Sophie's World

Sophie's World : A Novel About the History of Philosophy

By (author) Jostein Gaarder , Translated by Paulette Moller

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The international bestseller about life, the universe and everything. When 14-year-old Sophie encounters a mysterious mentor who introduces her to philosophy, mysteries deepen in her own life. Why does she keep getting postcards addressed to another girl? Who is the other girl? And who, for that matter, is Sophie herself? To solve the riddle, she uses her new knowledge of philosophy, but the truth is far stranger than she could have imagined. A phenomenal worldwide bestseller, SOPHIE'S WORLD sets out to draw teenagers into the world of Socrates, Descartes, Spinoza, Hegel and all the great philosophers. A brilliantly original and fascinating story with many twists and turns, it raises profound questions about the meaning of life and the origin of the universe.

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  • Paperback | 448 pages
  • 128 x 196 x 30mm | 320g
  • 05 Oct 2000
  • Orion Publishing Co
  • WEIDENFELD & NICOLSON
  • London
  • English
  • 1857992911
  • 9781857992915
  • 5,274

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Author Information

Jostein Gaarder was born in Oslo in 1952. Sophie's World, the first of his books to be published in English, has been translated into 60 languages and has sold over 40 million copies. He is the author of many other bestselling, beloved novels and children's books, including The Orange Girl, The Christmas Mystery and The Ringmaster's Daughter. He lives in Oslo with his family.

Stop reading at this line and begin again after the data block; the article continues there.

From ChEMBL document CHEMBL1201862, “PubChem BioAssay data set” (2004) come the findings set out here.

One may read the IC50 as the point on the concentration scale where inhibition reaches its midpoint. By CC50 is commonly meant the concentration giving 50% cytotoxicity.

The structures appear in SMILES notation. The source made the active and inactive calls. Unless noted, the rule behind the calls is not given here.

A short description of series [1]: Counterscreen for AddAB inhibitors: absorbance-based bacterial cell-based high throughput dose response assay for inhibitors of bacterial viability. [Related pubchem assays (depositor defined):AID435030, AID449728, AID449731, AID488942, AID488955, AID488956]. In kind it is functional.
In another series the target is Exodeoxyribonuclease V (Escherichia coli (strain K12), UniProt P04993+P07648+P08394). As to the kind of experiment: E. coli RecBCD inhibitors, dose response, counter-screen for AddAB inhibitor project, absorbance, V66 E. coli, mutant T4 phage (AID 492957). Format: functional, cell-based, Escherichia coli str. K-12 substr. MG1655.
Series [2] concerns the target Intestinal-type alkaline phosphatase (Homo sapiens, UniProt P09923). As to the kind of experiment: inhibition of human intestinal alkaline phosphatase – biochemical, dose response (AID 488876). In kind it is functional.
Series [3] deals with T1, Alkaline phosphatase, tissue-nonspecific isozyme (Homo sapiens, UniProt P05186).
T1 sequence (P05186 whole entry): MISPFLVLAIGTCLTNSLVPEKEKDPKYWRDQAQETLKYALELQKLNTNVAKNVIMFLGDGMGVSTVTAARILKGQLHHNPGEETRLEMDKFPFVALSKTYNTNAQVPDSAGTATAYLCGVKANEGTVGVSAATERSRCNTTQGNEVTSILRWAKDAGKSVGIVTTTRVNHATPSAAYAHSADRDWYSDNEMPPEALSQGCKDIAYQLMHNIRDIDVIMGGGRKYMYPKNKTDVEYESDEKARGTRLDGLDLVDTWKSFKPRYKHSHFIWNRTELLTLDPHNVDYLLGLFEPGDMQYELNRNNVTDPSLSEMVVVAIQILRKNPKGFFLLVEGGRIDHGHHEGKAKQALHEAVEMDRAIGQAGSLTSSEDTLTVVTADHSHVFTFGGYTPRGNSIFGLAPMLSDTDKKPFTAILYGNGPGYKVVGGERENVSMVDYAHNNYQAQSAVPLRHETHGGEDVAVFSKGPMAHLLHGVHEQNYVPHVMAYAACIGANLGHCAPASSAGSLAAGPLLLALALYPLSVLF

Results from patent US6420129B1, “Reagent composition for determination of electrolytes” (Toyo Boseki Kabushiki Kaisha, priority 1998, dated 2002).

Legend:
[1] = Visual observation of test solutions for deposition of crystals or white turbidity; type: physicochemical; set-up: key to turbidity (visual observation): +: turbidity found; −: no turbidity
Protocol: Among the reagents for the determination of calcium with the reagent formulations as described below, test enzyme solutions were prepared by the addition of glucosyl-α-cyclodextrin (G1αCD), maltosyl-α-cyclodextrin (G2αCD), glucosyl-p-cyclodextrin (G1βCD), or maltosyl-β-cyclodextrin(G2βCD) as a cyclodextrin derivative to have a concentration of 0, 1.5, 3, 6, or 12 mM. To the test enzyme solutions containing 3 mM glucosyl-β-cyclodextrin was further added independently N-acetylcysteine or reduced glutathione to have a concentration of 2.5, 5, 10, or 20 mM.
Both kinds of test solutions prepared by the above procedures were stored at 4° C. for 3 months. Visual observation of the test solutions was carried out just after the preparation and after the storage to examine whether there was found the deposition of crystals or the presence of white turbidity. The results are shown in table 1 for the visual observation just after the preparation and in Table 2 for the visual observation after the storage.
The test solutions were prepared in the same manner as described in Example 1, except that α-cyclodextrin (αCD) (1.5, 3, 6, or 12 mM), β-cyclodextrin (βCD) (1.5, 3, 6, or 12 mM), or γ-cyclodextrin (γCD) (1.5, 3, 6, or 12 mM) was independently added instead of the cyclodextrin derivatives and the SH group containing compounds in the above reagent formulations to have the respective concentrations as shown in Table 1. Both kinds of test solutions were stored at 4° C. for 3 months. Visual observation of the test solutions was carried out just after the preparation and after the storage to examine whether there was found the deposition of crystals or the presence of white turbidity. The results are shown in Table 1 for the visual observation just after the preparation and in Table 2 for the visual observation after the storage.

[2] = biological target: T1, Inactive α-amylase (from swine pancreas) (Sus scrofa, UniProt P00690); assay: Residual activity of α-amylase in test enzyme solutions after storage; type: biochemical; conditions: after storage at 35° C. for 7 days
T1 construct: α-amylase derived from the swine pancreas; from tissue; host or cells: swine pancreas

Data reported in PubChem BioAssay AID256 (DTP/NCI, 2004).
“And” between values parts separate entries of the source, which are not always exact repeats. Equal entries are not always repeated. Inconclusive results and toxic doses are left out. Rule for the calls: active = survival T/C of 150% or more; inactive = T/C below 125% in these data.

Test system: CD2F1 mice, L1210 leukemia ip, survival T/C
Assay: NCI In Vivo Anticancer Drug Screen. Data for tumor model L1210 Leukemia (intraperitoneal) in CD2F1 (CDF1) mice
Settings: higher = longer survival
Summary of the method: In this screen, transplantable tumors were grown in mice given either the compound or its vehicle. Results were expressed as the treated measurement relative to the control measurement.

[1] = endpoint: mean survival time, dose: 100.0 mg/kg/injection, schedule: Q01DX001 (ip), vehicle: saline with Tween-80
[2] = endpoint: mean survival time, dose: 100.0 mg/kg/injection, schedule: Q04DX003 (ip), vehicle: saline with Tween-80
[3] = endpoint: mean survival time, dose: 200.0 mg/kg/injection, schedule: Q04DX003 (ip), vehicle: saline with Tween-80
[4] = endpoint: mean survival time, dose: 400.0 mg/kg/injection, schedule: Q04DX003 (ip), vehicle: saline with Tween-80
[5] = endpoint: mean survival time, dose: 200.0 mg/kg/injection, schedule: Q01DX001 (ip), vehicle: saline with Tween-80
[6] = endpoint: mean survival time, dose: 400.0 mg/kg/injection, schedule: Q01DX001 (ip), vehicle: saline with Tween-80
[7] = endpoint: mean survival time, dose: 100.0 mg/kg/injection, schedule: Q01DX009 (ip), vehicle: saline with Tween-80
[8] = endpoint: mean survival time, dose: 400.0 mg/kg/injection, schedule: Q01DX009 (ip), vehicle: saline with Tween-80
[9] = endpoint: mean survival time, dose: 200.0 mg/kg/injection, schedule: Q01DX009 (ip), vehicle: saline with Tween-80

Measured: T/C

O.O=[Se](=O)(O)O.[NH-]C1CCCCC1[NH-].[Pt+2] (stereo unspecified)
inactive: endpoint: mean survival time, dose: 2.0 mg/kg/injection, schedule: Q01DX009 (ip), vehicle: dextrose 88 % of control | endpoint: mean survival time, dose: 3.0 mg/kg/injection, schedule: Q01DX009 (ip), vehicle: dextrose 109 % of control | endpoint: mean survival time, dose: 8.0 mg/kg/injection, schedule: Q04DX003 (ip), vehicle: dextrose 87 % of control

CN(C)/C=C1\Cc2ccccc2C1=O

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Review quote

A simply wonderful, irresistible book DAILY TELEGRAPH A unique popular classic THE TIMES

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Review text

What if we were all just characters from a book written by Major Albert Knag as a philosophical present for his daughter Hilde's 15th birthday? This is the question that Sophie Amundsen must ask as she tackles the history of philosophy in what begins as a personalized correspondence course for which she never signed up. Coming home from school one day, Sophie finds questions in her mailbox, followed by typewritten pages about philosophy. She also gets strange birthday cards apparently intended for a Hilde Moller Knag in Lillesand, whom she has never met. Through these unusual circumstances, Sophie embarks on the study of philosophy with Alberto Knox - a middle-aged mystery man in a beret - only to discover that she is nothing more than the fictional heroine of a novel (called Sophie's World) about the history of philosophy. Hilde, on the other hand, whom we meet halfway through the book, appears to be a real girl whose father has written a novel entitled Sophie's World. She in turn learns about philosophy by reading about Sophie's study of philosophy, never suspecting that she is merely a character in a book - Sophie's World - written by a philosophy teacher named Jostein Gaarder to teach teenagers the beauty of philosophical discourse. In this long, self-referential novel (to use the word loosely), Gaarder presents philosophy in a clear, cogent way, using Sophie's and Hilde's experiences to illustrate his points. The reader who is expecting something other than a creative textbook, however, will be disappointed. Maybe Gaarder can fool Norwegian youths into learning philosophy, but savvy American kids won't be so easily hoodwinked. Index. (Kirkus Reviews)

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